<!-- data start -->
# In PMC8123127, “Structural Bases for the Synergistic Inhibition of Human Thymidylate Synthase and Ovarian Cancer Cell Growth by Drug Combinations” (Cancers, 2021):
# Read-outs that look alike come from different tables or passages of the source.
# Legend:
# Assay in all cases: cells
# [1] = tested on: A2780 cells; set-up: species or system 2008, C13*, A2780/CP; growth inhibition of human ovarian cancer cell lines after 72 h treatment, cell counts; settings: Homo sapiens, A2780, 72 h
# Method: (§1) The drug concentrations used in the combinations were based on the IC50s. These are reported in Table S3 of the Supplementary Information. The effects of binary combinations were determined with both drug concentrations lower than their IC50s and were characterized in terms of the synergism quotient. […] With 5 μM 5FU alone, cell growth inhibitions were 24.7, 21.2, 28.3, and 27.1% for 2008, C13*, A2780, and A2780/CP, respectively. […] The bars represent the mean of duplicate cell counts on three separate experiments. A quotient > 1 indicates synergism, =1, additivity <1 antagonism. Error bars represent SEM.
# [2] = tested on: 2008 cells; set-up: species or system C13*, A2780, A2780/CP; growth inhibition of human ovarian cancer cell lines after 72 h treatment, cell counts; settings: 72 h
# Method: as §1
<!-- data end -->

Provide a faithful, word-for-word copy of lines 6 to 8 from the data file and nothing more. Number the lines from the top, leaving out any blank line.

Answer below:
# Method: (§1) The drug concentrations used in the combinations were based on the IC50s. These are reported in Table S3 of the Supplementary Information. The effects of binary combinations were determined with both drug concentrations lower than their IC50s and were characterized in terms of the synergism quotient. […] With 5 μM 5FU alone, cell growth inhibitions were 24.7, 21.2, 28.3, and 27.1% for 2008, C13*, A2780, and A2780/CP, respectively. […] The bars represent the mean of duplicate cell counts on three separate experiments. A quotient > 1 indicates synergism, =1, additivity <1 antagonism. Error bars represent SEM.
# [2] = tested on: 2008 cells; set-up: species or system C13*, A2780, A2780/CP; growth inhibition of human ovarian cancer cell lines after 72 h treatment, cell counts; settings: 72 h
# Method: as §1